Cumberland County High School students filed a lawsuit against their Pennsylvania school district over what they call an unconstitutional ban on distributing the Bible on campus.
The students, leaders of the Christians in Action Student Club, filed their lawsuit against Mechanicsburg Area School District (MASD) Wednesday with the help of Independence Law Center after the district refused to rescind its policies preventing the students from handing out Bibles on campus during non-instructional hours. The law firm, a local pro-bono legal organization, initially sent a letter to school district administrators challenging them to rescind their “Bible ban.”
The school district responded to the challenge, claiming the law firm’s allegations were “misleading” and that the students never formally requested to hand out Bibles and were therefore never officially prohibited from distributing scripture. The law firm disputed the district’s claim, saying that email records proved otherwise.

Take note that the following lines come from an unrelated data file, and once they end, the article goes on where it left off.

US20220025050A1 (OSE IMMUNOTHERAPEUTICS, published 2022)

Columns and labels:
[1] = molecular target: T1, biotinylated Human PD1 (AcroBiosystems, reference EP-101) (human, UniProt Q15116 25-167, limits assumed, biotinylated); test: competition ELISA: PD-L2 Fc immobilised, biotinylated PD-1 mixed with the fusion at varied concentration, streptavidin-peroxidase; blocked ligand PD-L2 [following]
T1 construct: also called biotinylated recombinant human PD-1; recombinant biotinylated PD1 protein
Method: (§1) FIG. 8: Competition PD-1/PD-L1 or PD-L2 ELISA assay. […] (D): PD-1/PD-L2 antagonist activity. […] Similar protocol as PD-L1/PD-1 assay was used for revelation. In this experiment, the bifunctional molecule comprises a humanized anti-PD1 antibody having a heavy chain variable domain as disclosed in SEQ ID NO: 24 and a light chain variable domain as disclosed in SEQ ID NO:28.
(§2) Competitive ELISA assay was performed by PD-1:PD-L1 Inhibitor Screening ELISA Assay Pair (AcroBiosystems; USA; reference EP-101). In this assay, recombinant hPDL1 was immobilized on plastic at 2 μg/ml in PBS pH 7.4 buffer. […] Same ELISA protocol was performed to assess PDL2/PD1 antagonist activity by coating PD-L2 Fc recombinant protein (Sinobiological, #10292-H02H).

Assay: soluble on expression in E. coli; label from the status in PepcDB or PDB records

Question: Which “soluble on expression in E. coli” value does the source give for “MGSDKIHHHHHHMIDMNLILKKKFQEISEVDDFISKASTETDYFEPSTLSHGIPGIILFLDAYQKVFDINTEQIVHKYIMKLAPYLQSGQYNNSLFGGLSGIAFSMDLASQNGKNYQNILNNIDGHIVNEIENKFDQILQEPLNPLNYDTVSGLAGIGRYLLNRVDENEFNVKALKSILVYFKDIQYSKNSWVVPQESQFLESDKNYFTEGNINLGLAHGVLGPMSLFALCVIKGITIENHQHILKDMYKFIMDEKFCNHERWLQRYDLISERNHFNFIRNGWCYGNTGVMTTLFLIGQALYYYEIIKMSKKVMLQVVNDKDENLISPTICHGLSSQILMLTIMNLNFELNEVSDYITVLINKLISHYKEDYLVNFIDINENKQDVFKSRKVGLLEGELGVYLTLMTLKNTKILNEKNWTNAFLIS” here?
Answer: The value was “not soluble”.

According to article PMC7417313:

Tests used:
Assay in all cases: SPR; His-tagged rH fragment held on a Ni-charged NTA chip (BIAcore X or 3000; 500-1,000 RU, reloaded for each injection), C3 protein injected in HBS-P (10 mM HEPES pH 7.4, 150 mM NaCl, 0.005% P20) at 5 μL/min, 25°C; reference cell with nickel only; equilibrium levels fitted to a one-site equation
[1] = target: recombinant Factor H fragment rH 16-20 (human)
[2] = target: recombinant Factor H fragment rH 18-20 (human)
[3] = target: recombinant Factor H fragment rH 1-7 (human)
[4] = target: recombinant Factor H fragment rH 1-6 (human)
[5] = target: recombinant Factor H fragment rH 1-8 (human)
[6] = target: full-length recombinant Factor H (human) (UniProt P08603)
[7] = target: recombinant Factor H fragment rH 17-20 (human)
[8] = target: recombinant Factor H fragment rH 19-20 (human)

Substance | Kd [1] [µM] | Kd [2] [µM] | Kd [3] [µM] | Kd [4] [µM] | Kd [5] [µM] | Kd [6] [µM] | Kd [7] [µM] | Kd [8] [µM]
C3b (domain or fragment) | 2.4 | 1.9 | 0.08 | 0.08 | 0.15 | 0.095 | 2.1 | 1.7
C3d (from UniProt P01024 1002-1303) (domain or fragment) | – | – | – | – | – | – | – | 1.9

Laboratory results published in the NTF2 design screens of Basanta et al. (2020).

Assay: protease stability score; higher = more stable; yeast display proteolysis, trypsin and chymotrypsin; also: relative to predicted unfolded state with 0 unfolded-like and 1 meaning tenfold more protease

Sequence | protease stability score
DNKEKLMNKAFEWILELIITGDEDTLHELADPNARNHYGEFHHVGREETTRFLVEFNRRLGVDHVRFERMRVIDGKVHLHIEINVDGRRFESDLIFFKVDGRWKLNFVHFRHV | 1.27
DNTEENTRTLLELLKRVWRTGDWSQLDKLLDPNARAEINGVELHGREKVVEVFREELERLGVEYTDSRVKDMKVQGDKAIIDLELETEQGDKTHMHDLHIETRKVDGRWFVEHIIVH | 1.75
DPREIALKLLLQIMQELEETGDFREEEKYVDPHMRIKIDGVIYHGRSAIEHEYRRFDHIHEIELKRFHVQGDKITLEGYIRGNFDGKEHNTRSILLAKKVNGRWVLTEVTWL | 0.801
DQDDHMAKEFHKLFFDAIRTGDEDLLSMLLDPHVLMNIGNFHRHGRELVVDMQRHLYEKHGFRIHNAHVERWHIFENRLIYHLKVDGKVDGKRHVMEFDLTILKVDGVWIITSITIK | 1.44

“Despite what the school district has later said, the students requested permission to share Bibles at lunch and were explicitly denied the ability to do so by the principal,” Randall Wenger, chief counsel for the law center, said in a press statement. “The principal by email told the students they are ‘not permitted to handout Bibles during the school day[,]’ which itself is unconstitutional.”
The students alleged that their school principal, David Harris, denied their request to hand out Bibles to their friends during lunch and told them that they would have to get approval from the school administration even if they wanted to hand out Bibles after school hours. School policy reportedly relegates students’ free speech to 30 minutes before school and 30 minutes after school on sidewalks bordering school property.
“MASD has taken away student speech rights in the school and even seeks to regulate their speech rights during non-school hours on public sidewalks that every member of the general public possesses,” the legal complaint reads.
The lawsuit, like the law center’s initial challenge, seeks the removal of policies that reportedly violate students’ constitutional right to free speech.
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